Education Reporter has an article on the political beliefs of college professors. Perhaps the most interesting finding: "17.6% of social sciences professors declared a Marxist political identity". Read it all.
44% of professors who responded to the survey classified themselves as liberal, 46% as moderate, and 9% as conservative. The study's authors, Neil Gross and Solon Simmons, were surprised to find so many moderate professors, but other academics attending the presentation disagreed with their conclusions. Much of the conservatism and moderation in higher education cropped up in certain subcategories: the health science professions, for example, and community colleges and non-elite universities.
At community colleges, 37% of professors identified themselves as liberal, 44% as moderate, and 19% as conservative. Professors at liberal arts colleges were most likely to identify themselves as liberal: 61% were liberal, and just 4% conservative. Elite Ph.D.-granting institutions were fairly close behind, with 57% liberal, 33% moderate and 10% conservative.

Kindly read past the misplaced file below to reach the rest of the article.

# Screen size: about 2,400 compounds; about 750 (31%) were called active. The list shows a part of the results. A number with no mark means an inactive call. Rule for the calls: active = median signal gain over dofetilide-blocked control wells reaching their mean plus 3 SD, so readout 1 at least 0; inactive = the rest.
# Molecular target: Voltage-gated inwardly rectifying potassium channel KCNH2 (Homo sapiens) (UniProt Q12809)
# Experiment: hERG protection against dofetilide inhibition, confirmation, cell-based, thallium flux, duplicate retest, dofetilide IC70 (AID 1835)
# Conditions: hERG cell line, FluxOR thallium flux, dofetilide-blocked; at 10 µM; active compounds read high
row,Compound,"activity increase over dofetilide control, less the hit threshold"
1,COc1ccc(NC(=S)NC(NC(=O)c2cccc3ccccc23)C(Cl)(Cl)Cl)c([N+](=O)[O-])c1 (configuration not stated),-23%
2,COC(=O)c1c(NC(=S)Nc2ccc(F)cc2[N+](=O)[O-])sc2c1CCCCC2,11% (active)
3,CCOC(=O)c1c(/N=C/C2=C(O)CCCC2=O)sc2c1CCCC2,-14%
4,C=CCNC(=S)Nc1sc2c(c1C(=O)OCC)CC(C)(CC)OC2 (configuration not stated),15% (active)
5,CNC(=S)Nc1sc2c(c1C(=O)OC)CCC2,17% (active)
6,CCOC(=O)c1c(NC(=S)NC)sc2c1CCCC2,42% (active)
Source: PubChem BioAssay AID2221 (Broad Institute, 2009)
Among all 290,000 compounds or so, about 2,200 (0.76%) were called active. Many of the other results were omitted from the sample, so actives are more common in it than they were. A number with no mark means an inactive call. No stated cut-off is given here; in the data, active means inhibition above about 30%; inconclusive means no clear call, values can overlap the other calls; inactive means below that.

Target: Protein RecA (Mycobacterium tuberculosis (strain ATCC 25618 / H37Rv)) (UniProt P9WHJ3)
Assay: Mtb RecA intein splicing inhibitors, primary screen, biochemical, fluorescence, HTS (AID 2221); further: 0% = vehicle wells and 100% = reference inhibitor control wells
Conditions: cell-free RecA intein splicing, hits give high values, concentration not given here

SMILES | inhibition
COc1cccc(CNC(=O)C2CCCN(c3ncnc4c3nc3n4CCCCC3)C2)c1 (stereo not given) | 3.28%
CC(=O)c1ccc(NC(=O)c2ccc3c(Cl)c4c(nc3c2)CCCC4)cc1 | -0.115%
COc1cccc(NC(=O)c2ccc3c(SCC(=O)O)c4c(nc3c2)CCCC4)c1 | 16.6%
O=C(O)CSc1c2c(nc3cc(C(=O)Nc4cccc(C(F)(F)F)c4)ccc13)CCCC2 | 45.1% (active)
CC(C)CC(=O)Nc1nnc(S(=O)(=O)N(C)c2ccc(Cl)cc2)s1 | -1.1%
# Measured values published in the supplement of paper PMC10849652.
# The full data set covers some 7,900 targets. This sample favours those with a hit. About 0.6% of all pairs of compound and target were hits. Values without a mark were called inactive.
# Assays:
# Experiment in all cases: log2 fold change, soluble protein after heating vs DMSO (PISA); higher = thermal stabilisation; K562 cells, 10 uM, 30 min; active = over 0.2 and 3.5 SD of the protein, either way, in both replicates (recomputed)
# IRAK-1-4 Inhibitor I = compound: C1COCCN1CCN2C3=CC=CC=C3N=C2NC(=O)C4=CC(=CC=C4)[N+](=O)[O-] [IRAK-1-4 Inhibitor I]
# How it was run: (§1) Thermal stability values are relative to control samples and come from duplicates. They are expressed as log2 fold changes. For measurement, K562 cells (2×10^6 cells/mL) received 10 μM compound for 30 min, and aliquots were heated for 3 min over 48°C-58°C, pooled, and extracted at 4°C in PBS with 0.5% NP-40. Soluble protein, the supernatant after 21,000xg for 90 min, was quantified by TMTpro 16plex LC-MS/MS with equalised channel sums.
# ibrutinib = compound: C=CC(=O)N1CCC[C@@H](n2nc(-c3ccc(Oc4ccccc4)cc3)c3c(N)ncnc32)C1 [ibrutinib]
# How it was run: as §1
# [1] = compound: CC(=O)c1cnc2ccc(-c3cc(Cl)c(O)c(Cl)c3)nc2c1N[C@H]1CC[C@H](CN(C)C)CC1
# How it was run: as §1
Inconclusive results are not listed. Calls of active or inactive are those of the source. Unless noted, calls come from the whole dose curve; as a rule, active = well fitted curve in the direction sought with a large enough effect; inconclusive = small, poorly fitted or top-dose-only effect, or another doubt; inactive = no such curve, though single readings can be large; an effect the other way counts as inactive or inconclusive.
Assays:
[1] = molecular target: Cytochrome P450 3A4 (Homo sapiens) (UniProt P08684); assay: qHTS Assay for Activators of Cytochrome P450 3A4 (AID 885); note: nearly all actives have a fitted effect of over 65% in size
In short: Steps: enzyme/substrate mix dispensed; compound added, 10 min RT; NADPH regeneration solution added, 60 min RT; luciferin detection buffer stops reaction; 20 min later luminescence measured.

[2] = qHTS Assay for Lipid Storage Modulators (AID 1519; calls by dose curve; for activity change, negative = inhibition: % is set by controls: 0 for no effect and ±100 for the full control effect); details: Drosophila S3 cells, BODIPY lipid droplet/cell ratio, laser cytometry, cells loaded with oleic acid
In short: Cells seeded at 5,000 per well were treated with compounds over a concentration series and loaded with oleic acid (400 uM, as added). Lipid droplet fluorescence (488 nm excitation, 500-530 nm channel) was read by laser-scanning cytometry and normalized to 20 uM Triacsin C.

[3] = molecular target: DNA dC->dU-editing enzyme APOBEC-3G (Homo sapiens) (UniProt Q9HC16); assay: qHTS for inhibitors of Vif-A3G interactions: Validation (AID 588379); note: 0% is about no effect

Business and health sciences professors helped to boost the representation of moderate and conservative views at both elite and non-elite Ph.D.-granting universities, compared to liberal arts colleges. 20.5% of health sciences professors are liberal, 20.5% are conservative, and 59% are moderate. Business professors are another less liberal group, with 24.5% conservative, 54% moderate, and 21.5% liberal.
Predictably, humanities and social sciences professors were most likely to lean left. 17.6% of social sciences professors declared a Marxist political identity. Marxism also claimed 5% support in the humanities, and negligible support in other disciplines. 88% of social sciences professors voted for John Kerry in 2004, and 84% of humanities professors. Half of the social sciences professors who did not vote for Kerry voted for non-mainstream candidates, leaving the Republican Party with just 6% of their vote. Only health sciences professors supported Bush in 2004, by a narrow margin of 52% of votes for Bush and 48% for Kerry. Overall, 78% of academics voted for Kerry.